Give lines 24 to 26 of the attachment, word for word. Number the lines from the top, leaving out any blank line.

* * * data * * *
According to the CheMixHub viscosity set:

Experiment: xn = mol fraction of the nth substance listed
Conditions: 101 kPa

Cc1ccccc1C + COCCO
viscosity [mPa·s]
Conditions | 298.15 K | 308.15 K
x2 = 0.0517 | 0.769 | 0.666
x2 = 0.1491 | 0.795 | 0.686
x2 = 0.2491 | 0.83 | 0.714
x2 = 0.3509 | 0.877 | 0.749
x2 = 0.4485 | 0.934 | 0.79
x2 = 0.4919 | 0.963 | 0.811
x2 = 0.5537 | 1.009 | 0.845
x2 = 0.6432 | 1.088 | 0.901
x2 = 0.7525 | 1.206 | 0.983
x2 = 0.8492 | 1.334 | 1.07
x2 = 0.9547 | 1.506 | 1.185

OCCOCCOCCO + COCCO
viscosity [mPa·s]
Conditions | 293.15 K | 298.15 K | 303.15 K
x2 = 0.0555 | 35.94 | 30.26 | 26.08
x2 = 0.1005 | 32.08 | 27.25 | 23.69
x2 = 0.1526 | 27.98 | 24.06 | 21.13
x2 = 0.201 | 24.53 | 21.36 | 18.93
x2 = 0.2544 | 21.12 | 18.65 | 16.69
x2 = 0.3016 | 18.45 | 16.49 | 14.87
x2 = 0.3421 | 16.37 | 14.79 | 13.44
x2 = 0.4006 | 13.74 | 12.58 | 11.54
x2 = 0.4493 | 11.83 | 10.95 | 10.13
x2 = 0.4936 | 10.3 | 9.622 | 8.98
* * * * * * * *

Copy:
x2 = 0.201 | 24.53 | 21.36 | 18.93
x2 = 0.2544 | 21.12 | 18.65 | 16.69
x2 = 0.3016 | 18.45 | 16.49 | 14.87